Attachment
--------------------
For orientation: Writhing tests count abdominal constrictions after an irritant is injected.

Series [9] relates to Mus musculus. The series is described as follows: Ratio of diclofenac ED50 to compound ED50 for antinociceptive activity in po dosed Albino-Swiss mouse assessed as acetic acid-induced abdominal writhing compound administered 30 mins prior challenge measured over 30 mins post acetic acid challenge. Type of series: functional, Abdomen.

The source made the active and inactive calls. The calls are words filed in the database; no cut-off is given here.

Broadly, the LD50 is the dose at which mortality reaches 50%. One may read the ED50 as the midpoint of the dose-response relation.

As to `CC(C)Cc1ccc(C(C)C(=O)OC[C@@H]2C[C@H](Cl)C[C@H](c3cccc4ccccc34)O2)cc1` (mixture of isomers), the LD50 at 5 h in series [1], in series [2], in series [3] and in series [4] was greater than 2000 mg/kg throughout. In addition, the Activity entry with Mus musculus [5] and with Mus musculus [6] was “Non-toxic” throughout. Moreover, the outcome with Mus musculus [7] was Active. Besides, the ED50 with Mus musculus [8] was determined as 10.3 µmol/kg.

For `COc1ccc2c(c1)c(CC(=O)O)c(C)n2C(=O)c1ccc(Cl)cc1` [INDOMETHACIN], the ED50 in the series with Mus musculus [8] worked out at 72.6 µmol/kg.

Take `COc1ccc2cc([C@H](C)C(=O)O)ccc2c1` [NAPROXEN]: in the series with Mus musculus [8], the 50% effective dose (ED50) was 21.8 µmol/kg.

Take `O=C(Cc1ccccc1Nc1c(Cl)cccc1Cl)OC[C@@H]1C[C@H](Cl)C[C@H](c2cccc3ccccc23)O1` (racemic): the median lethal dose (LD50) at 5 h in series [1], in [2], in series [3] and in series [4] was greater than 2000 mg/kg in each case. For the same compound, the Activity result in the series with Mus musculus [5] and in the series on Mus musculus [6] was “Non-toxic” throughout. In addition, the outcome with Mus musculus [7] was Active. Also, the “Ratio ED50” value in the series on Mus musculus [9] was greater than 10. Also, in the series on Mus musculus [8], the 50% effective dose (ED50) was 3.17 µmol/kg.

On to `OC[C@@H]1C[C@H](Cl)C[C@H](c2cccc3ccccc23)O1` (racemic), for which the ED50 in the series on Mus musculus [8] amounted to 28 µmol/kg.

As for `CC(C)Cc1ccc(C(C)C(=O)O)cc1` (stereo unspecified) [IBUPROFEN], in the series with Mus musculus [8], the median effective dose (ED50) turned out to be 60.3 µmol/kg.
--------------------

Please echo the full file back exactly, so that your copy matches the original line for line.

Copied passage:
For orientation: Writhing tests count abdominal constrictions after an irritant is injected.

Series [9] relates to Mus musculus. The series is described as follows: Ratio of diclofenac ED50 to compound ED50 for antinociceptive activity in po dosed Albino-Swiss mouse assessed as acetic acid-induced abdominal writhing compound administered 30 mins prior challenge measured over 30 mins post acetic acid challenge. Type of series: functional, Abdomen.

The source made the active and inactive calls. The calls are words filed in the database; no cut-off is given here.

Broadly, the LD50 is the dose at which mortality reaches 50%. One may read the ED50 as the midpoint of the dose-response relation.

As to `CC(C)Cc1ccc(C(C)C(=O)OC[C@@H]2C[C@H](Cl)C[C@H](c3cccc4ccccc34)O2)cc1` (mixture of isomers), the LD50 at 5 h in series [1], in series [2], in series [3] and in series [4] was greater than 2000 mg/kg throughout. In addition, the Activity entry with Mus musculus [5] and with Mus musculus [6] was “Non-toxic” throughout. Moreover, the outcome with Mus musculus [7] was Active. Besides, the ED50 with Mus musculus [8] was determined as 10.3 µmol/kg.

For `COc1ccc2c(c1)c(CC(=O)O)c(C)n2C(=O)c1ccc(Cl)cc1` [INDOMETHACIN], the ED50 in the series with Mus musculus [8] worked out at 72.6 µmol/kg.

Take `COc1ccc2cc([C@H](C)C(=O)O)ccc2c1` [NAPROXEN]: in the series with Mus musculus [8], the 50% effective dose (ED50) was 21.8 µmol/kg.

Take `O=C(Cc1ccccc1Nc1c(Cl)cccc1Cl)OC[C@@H]1C[C@H](Cl)C[C@H](c2cccc3ccccc23)O1` (racemic): the median lethal dose (LD50) at 5 h in series [1], in [2], in series [3] and in series [4] was greater than 2000 mg/kg in each case. For the same compound, the Activity result in the series with Mus musculus [5] and in the series on Mus musculus [6] was “Non-toxic” throughout. In addition, the outcome with Mus musculus [7] was Active. Also, the “Ratio ED50” value in the series on Mus musculus [9] was greater than 10. Also, in the series on Mus musculus [8], the 50% effective dose (ED50) was 3.17 µmol/kg.

On to `OC[C@@H]1C[C@H](Cl)C[C@H](c2cccc3ccccc23)O1` (racemic), for which the ED50 in the series on Mus musculus [8] amounted to 28 µmol/kg.

As for `CC(C)Cc1ccc(C(C)C(=O)O)cc1` (stereo unspecified) [IBUPROFEN], in the series with Mus musculus [8], the median effective dose (ED50) turned out to be 60.3 µmol/kg.